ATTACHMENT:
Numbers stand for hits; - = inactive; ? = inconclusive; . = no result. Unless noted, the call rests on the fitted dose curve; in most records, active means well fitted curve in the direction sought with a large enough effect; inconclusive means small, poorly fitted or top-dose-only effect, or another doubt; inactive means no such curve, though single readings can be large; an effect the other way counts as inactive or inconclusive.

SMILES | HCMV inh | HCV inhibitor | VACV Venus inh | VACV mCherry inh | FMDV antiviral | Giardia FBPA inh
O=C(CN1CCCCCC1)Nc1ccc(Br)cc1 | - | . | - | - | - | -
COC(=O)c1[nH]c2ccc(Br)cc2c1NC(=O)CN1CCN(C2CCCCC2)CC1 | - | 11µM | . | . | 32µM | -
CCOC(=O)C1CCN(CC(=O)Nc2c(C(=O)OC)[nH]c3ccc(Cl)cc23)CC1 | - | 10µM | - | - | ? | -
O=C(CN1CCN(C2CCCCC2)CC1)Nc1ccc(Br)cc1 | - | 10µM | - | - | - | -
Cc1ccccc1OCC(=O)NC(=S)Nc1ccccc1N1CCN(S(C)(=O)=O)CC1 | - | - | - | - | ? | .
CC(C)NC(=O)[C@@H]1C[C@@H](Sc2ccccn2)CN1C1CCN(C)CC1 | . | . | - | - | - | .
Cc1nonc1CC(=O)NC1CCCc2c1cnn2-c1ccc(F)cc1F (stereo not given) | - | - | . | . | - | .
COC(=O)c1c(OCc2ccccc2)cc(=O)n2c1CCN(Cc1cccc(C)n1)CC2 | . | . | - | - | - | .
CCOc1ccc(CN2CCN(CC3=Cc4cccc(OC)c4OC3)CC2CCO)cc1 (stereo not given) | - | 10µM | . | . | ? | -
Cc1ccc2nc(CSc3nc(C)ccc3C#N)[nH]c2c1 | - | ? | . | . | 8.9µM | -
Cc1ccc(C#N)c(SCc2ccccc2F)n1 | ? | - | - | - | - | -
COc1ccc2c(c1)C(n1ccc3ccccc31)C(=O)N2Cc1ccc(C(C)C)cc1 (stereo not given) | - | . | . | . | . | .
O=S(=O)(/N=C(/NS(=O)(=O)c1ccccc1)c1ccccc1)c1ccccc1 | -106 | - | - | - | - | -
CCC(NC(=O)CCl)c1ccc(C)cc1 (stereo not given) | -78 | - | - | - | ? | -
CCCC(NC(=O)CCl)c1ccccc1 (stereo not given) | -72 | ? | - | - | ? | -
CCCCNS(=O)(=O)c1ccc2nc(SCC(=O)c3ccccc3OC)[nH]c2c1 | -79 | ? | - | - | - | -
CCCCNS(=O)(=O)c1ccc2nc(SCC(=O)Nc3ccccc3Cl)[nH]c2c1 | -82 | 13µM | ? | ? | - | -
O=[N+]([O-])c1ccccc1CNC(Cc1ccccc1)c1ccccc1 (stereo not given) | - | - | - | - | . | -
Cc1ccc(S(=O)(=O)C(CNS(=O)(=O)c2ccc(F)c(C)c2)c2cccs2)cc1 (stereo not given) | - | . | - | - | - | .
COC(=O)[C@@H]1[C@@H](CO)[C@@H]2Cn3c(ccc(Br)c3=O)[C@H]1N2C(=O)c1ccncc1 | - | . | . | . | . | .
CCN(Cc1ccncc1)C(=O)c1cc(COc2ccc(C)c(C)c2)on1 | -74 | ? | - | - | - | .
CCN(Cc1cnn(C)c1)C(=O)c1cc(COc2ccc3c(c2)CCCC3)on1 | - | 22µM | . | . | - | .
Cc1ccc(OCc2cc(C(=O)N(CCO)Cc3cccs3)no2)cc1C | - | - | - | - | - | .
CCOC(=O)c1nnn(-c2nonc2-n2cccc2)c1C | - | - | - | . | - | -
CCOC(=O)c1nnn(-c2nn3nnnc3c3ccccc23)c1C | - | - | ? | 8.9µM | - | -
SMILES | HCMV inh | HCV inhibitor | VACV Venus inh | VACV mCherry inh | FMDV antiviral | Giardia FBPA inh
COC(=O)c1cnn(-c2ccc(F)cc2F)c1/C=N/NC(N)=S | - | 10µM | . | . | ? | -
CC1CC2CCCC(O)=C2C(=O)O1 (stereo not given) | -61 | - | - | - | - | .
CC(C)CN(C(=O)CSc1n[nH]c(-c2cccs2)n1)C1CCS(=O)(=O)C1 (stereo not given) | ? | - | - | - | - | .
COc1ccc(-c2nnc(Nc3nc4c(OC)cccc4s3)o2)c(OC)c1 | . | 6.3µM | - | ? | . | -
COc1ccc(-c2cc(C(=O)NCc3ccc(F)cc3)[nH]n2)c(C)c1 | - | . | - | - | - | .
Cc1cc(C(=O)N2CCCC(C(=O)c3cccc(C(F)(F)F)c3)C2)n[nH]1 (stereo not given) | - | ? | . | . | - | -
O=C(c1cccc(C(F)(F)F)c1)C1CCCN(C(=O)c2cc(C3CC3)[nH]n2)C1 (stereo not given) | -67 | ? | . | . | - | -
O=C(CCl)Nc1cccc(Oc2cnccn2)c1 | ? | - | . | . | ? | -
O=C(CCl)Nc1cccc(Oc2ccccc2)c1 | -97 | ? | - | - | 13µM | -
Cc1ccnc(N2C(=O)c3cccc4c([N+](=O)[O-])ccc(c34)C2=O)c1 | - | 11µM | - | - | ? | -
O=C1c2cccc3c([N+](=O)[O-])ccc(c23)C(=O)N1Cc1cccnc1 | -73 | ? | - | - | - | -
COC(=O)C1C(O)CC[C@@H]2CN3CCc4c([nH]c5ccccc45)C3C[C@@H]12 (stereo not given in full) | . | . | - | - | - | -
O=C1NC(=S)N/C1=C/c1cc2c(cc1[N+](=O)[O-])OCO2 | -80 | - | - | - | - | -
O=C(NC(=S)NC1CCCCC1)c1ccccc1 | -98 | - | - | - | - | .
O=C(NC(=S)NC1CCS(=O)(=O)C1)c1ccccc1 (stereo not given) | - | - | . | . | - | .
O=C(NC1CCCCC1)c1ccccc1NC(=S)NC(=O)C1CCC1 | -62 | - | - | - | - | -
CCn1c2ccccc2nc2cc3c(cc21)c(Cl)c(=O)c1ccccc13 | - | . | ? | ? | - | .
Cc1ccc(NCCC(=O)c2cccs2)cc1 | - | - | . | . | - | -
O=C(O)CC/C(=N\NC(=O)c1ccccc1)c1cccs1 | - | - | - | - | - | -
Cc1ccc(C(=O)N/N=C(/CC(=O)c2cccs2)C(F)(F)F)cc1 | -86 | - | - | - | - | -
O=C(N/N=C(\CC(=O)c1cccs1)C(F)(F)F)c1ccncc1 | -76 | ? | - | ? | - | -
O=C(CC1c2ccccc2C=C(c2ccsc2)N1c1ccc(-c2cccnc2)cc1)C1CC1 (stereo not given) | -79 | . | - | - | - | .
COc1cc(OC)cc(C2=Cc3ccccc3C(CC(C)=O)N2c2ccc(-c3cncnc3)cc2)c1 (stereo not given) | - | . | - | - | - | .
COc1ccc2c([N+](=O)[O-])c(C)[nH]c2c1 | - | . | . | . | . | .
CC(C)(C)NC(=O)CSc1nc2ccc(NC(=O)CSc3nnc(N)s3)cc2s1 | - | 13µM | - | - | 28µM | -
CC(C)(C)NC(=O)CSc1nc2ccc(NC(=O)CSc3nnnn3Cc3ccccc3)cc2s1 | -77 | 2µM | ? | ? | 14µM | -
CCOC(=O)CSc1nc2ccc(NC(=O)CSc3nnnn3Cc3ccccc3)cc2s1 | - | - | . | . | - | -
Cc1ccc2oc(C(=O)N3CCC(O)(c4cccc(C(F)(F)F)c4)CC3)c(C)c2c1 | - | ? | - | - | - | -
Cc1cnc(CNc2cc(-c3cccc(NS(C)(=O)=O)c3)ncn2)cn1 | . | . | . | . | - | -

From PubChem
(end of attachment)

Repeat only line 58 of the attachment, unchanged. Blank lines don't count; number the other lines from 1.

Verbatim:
From PubChem